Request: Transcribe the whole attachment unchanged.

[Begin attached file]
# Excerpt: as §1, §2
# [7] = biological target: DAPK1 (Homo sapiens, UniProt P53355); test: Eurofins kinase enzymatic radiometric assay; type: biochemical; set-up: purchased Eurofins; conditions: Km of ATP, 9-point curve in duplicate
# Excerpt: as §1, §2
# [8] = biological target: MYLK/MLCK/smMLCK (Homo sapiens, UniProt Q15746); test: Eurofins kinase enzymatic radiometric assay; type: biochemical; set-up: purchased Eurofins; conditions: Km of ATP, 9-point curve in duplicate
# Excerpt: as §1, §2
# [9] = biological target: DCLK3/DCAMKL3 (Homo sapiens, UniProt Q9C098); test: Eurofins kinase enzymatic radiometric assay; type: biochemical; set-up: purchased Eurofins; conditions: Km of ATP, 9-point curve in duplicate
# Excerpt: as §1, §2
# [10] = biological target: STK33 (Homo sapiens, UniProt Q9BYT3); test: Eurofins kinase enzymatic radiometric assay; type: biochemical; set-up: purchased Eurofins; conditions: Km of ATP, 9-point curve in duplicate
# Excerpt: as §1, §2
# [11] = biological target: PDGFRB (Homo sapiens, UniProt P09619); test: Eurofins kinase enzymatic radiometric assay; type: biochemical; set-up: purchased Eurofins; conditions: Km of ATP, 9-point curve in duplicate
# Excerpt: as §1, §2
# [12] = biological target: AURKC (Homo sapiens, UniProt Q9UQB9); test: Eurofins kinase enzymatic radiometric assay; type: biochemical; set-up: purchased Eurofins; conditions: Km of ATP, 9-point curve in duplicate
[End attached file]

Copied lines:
# Excerpt: as §1, §2
# [7] = biological target: DAPK1 (Homo sapiens, UniProt P53355); test: Eurofins kinase enzymatic radiometric assay; type: biochemical; set-up: purchased Eurofins; conditions: Km of ATP, 9-point curve in duplicate
# Excerpt: as §1, §2
# [8] = biological target: MYLK/MLCK/smMLCK (Homo sapiens, UniProt Q15746); test: Eurofins kinase enzymatic radiometric assay; type: biochemical; set-up: purchased Eurofins; conditions: Km of ATP, 9-point curve in duplicate
# Excerpt: as §1, §2
# [9] = biological target: DCLK3/DCAMKL3 (Homo sapiens, UniProt Q9C098); test: Eurofins kinase enzymatic radiometric assay; type: biochemical; set-up: purchased Eurofins; conditions: Km of ATP, 9-point curve in duplicate
# Excerpt: as §1, §2
# [10] = biological target: STK33 (Homo sapiens, UniProt Q9BYT3); test: Eurofins kinase enzymatic radiometric assay; type: biochemical; set-up: purchased Eurofins; conditions: Km of ATP, 9-point curve in duplicate
# Excerpt: as §1, §2
# [11] = biological target: PDGFRB (Homo sapiens, UniProt P09619); test: Eurofins kinase enzymatic radiometric assay; type: biochemical; set-up: purchased Eurofins; conditions: Km of ATP, 9-point curve in duplicate
# Excerpt: as §1, §2
# [12] = biological target: AURKC (Homo sapiens, UniProt Q9UQB9); test: Eurofins kinase enzymatic radiometric assay; type: biochemical; set-up: purchased Eurofins; conditions: Km of ATP, 9-point curve in duplicate